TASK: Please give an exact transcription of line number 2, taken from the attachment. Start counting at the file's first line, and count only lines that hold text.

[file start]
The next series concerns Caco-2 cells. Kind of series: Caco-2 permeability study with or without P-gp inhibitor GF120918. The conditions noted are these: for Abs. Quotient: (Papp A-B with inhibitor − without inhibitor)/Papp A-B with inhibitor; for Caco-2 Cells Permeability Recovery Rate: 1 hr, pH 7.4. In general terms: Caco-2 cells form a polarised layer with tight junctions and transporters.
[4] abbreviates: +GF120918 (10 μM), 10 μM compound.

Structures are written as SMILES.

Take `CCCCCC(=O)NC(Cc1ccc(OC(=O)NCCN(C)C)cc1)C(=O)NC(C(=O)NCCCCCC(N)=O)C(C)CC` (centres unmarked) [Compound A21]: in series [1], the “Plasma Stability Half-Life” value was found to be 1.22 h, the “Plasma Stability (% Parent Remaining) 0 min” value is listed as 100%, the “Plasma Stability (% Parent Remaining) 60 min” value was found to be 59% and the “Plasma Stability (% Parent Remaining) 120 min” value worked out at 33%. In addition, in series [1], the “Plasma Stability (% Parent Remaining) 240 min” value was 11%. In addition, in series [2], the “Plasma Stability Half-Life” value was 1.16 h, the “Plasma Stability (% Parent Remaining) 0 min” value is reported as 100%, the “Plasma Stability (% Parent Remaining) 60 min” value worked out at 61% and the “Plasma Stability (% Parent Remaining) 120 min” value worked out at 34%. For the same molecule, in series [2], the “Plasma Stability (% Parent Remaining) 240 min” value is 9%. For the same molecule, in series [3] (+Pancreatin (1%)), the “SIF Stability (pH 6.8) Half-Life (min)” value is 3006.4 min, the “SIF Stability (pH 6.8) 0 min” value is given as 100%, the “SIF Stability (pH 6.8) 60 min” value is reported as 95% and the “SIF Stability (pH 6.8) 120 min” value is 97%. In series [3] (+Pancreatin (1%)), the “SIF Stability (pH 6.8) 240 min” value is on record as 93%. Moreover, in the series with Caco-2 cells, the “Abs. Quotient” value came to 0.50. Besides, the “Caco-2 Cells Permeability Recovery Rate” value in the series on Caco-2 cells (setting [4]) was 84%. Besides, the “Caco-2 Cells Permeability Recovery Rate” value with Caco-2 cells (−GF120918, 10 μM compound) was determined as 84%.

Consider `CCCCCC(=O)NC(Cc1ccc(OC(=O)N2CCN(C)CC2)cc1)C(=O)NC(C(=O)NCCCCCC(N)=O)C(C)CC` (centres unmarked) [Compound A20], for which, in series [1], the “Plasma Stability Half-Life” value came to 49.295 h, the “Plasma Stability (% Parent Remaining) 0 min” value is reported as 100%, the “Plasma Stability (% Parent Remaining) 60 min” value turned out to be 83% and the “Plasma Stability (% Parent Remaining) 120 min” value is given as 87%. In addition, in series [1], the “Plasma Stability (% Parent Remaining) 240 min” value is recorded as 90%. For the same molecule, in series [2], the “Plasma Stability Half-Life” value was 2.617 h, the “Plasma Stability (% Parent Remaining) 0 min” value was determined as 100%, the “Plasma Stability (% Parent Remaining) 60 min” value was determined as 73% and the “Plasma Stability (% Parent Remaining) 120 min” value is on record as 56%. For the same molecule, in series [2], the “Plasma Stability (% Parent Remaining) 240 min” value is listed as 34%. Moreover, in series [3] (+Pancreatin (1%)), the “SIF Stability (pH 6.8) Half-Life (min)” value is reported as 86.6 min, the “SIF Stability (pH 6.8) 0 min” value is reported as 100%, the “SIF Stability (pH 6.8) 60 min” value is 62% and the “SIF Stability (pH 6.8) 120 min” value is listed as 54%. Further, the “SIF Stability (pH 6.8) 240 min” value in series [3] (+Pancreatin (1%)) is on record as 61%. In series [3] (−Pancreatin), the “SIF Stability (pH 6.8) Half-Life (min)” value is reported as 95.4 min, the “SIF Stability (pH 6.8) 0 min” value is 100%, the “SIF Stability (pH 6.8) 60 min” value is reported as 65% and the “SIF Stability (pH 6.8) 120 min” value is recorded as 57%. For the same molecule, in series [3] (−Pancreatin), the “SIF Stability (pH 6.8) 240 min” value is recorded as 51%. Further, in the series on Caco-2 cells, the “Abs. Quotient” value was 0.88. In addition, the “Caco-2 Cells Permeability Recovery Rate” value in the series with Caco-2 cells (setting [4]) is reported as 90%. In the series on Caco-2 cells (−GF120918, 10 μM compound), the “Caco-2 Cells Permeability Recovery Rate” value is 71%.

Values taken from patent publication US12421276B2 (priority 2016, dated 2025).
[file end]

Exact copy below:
[4] abbreviates: +GF120918 (10 μM), 10 μM compound.